As might be expected dogfish did not think much of the mussel baits which, together with salted herring scored zero as attractants. Mackerel bait was by far the best for LSD’s being ten times as good as squid. The thing to note is that no single bait was best for all three species.

Of course, as I suggested above, the fact that fish were attracted to lines carrying a particular bait did not mean that they always attacked the baits and still less that they hooked themselves and were landed. Dogfish never attacked hooks baited with mussel and surprisingly perhaps, coalfish were not very keen to have a go at mussel baits (even though they were massively attracted to their vicinity). Cod, on the other hand, were equally enthusiastic about grabbing mussel or squid, slightly less keen to take mackerel and definitely dubious when it came to the poor old salted herring.

On the lines used in the experiments there is, of course, nothing that can be done to hook a fish. Just as is the case with a baited hook, which has been cast 150 yards from the shore or well up tide of the boat and is anchored to the seabed with a hefty wired lead, the fish must hook themselves. Even with mussel baits only about one cod in twelve that attacked the baits was hooked and brought to the surface. Any improvement in hook design (such as the use of snelled circle hooks) must be of great value for the distance casting beach angler.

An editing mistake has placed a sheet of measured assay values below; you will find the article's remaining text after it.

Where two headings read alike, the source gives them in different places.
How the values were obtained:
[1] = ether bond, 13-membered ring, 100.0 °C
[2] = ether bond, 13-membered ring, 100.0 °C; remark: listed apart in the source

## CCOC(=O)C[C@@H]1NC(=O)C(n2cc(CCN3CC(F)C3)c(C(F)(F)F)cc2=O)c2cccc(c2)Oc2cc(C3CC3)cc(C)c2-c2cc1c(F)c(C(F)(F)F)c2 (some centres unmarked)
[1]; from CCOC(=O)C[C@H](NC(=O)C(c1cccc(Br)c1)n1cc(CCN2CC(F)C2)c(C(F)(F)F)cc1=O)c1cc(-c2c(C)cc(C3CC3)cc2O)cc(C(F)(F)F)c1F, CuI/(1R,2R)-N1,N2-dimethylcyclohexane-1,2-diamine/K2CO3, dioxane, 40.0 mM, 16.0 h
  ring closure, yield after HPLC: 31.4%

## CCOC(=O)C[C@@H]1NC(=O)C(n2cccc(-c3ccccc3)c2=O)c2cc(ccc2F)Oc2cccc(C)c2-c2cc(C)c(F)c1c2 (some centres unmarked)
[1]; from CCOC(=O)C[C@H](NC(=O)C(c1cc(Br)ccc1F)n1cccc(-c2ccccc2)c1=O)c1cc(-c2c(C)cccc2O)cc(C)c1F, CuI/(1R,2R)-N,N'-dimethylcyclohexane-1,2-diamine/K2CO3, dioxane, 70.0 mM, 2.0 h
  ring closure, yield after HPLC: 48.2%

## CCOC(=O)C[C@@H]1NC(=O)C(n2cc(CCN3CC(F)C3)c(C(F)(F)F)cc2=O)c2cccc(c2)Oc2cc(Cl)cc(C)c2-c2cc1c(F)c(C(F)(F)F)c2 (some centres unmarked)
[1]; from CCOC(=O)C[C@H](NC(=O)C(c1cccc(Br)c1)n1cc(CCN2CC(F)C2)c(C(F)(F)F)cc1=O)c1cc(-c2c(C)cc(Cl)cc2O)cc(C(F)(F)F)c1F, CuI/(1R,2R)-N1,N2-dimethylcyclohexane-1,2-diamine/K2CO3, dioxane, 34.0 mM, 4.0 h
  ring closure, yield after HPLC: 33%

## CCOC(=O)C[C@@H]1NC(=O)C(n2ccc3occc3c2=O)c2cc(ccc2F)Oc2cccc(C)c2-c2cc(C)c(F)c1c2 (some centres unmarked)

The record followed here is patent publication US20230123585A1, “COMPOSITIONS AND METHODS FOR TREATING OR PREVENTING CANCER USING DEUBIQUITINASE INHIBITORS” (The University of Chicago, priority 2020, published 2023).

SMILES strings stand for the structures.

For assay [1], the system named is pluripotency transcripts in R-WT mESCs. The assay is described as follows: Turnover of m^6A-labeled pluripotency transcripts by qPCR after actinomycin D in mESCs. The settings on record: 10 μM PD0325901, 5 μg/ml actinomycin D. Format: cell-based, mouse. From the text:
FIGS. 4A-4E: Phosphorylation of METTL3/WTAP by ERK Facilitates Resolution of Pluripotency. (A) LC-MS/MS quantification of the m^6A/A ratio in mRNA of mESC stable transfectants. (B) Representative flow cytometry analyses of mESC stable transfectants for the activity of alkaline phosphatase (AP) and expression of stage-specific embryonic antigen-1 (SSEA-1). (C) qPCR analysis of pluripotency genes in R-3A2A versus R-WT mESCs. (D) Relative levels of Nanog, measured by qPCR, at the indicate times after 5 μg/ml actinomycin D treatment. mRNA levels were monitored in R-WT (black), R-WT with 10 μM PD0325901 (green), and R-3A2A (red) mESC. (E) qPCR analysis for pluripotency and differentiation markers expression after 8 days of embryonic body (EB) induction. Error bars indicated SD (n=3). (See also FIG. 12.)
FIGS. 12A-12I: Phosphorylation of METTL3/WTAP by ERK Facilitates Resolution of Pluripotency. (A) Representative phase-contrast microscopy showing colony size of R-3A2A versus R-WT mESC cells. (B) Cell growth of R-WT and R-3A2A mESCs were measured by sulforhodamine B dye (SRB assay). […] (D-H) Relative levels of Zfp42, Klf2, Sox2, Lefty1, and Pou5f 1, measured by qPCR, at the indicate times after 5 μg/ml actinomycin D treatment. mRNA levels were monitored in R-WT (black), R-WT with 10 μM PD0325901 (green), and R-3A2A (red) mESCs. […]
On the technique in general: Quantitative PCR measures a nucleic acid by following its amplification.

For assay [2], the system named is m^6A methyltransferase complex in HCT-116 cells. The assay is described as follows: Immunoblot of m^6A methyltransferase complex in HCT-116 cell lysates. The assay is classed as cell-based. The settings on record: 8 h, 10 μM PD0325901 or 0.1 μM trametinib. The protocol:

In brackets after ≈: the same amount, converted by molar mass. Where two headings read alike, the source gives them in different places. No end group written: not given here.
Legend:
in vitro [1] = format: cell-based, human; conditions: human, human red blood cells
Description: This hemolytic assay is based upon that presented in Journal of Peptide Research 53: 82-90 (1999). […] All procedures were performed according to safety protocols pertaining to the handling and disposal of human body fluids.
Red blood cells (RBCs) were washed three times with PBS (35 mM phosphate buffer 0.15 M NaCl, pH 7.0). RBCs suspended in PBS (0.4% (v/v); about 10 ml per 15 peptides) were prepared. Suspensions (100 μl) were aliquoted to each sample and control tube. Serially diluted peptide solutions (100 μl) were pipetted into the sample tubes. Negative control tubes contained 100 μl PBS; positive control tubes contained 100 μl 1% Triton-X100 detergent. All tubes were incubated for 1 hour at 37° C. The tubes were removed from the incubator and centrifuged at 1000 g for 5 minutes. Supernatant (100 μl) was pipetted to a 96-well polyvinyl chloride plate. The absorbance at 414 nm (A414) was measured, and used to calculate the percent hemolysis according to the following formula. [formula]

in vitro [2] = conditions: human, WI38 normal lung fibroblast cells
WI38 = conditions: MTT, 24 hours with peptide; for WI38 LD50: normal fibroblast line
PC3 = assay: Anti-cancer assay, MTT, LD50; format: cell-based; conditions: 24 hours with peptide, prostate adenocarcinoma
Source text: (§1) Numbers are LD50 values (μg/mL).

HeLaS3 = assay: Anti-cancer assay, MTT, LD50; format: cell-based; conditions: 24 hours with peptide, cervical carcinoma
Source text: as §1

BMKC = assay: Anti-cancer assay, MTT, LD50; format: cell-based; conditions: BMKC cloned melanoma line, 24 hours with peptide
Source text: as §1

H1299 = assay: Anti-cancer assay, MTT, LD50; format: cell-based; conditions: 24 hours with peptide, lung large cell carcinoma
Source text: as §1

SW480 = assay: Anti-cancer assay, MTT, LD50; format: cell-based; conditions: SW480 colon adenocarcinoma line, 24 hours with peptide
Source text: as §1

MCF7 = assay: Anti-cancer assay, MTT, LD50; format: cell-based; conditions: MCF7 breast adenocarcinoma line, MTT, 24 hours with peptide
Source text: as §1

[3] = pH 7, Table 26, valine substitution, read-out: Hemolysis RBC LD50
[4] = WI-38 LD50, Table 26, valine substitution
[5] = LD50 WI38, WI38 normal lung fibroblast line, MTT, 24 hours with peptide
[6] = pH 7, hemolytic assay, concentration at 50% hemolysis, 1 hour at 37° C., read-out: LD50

As might be expected a much greater proportion of greedy dogfish were landed. All in all a lesson in the inefficiency of waiting for fish to impale themselves on your hooks as opposed to feeling and striking bites.

In another set of experiments a couple of artificially made baits were compared with mussel and mackerel, the idea being to produce a standard, long lining bait which could be used with an automatic baiting machine. The “synthetic” baits were made of a jelly laced with mussel or mackerel extracts.

In this case dabs and dogfish were the main victims. As you might expect the dogfish still preferred neat mackerel but, amazingly, the newfangled baits attracted twice as many dabs as the naturals and induced roughly the same number of bites (attacks). Again the failings of the standard fish hook when fished with a static line were revealed. While four fifths of biting dogfish were hooked less than one fifth of the attacking dabs impaled themselves. Well over half of both species were lost on the retrieve! Again it would have been good to see what difference the use of circle hooks might have made.

I've always been sceptical of cocktail baits. My attitude was that it was just a way to hedge your bets if you didn't know what bait was best. However, in view of the fact that the most attractive baits were not always the ones the fish preferred to take there is probably something in it. When the two hooks were baited with two different baits the results were sometimes surprising. For cod and coalfish it was probably what we would expect from the single bait results but for dogfish, despite mackerel being the single most attractive bait the combination of mussel and squid was outstanding. It makes you think!

If you have any comments or questions about fish, methods, tactics or 'what have you.'get in touch with me by sending an E-MAIL to - docladle@hotmail.com


Mullet fishing.

Rig for testing baits.

All fish approaching or attacking baits were recorded.

Cod attraction.

Mussel attracted most cod.

Coalfish attraction.

Mussel attracted many more coalfish.

Dogfish attraction.

Dogfish found mackerel bait the most attractive.

Attacks by cod.

Once they'd found the bait cod preferred to have a go at squid or mussel.

Attacks by coalfish.

Squid and salted herring were the coalfish's favourites.

Attacks by dogfish.

Dogfish strongly preferred salted herring bait.

Cod cocktails.

Mussel and mackerel was most attractive.

Coalfish cocktails.

Mussel/squid combination by far the best.

Dogfish cocktails.

Mussel and squid outstanding.